Common old 360 issues?

Discussion in 'Xbox 360 - Console, Accessories and Hardware' started by Tom, Dec 23, 2011.

  1. Tom

    Tom Gbatemp's Unofficial Modder

    Feb 9, 2009
    United States
    New jersey
    I just got a broken 360 from a friend as a "present" and i wanna fix it since i have a ps3 and no xbox, i just fixed a ds (replaced the slot one) so i felt pretty confident in fixing it , only issue is that i dont have a power cable to see whats wrong with it (rrod) he took a hammer to it and the pcb is curved from it but its nothing to bad , i dont really see anything wrong with it , i think i remember him talking a bout a bad cd drive awhile back , is this a common issue? and what are some more common issues too please?
  2. FAST6191

    FAST6191 Techromancer

    pip Reporter
    Nov 21, 2005
    United Kingdom
    If you are handy enough with an iron to sort a DS slot then might be worth a look.

    I assume you mean the PSU PCB- if the 360 one is bent then that is not that good.

    Problems- RRoD is usually a BGA fault in the GPU either from creep or whiskers. The best fix is a BGA reball but that takes some equipment (bare minimum hot air station with appropriate tip but if you have not done one before then I would head down the IR route and that gets expensive fast*- minimum about the price of a new 360 but better ones are more) but most settle for a reflow (hot air is best but you can remove the fan from the GPU and allow it to heat that way) and board adjustment (all those RROD fix kits do this) to hold the balls better. All this is usually preceded by video errors and glitches.
    The CPU can be affected by the same thing and I have seen one or two HANA faults (the chip responsible for converting the video into something useful) fixed in a similar manner.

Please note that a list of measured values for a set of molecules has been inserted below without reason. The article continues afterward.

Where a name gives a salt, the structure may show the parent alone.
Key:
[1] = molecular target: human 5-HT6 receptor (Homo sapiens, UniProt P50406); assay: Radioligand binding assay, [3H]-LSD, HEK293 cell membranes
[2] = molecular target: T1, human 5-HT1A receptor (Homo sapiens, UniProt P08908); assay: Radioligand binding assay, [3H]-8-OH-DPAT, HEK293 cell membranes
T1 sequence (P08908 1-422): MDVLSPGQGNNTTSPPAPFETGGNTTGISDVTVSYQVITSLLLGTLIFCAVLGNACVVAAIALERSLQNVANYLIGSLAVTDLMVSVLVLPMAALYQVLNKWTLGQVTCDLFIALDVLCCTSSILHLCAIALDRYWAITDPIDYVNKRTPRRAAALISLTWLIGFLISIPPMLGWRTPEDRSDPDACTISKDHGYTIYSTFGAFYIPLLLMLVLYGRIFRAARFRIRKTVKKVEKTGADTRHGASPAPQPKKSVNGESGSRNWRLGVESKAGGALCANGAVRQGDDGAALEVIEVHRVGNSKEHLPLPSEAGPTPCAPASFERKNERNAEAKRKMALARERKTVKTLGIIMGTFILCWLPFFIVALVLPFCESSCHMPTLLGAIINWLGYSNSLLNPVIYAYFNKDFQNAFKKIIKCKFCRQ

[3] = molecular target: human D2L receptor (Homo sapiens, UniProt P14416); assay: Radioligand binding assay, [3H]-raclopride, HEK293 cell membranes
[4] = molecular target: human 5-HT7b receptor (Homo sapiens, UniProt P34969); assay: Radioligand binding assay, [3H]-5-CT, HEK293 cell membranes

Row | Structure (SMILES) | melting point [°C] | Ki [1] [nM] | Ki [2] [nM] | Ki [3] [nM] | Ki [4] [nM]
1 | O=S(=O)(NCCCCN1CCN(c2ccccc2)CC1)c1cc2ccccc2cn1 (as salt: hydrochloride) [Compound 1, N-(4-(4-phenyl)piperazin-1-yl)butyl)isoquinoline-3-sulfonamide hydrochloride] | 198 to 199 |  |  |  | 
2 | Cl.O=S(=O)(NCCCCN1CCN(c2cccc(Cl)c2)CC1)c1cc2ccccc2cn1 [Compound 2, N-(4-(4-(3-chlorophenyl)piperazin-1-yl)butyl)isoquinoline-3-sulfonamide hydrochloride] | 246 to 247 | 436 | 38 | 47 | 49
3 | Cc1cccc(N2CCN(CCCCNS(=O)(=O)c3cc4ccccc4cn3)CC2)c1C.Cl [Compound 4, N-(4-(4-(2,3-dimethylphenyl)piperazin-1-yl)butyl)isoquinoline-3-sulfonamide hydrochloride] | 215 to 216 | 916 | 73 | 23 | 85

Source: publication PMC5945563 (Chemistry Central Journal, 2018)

*if you do fancy yourself an electronics repair type then BGA repair stuff is quite good to be able to do- PS3 yellow light, 360 RROD, many mobile phone errors and beyond.

    I have seen a few bad capacitors (usually fairly obvious blown ones either on top or the side but you might also need an ESR meter) but this is rare (compared to the likes of monitors, motherboards and graphics cards that I usually replace caps for).

    Hard drive errors- the usual bad sector stuff. If you hack the machine with a glitch chip (or it is old enough with an early enough firmware for a JTAG) then you can use any drive but otherwise you want an official one or hack a certain series of drives (search for "hddhackr").

    DVD drives- usually a bad laser, you can try a POT tweak but that is a stopgap measure at best. Option 2 is the rails, gears and such can be dirty and need cleaning.
    Your main problem here is drives have their own key onboard so you either need to get it to build a new drive with (again glitch and JTAG can be used to grab keys if you do not have the ability to get it from the drive)- search for jungleflasher tutorial for the basic concept except where you get to flashing the firmware to the drive you point it at the new one instead. You can replace the laser but that is rarely done as it is a pain (aligning a laser by hand is not fun) but you can buy in a complete drive and swap the circuitry over. New option as of recent months is an optical drive emulator or you do a glitch/JTAG hack and ignore the DVD in favour of hard drives (USB or internal)

    After this you are looking at network errors (usually after a power surge or lightning strike) and I am not sure if these can be fixed (if nothing else figuring out what got toasted is annoying) but if the rest still works we usually just tell people to suffer it or buy a new one.
  1. This site uses cookies to help personalise content, tailor your experience and to keep you logged in if you register.
    By continuing to use this site, you are consenting to our use of cookies.
    Dismiss Notice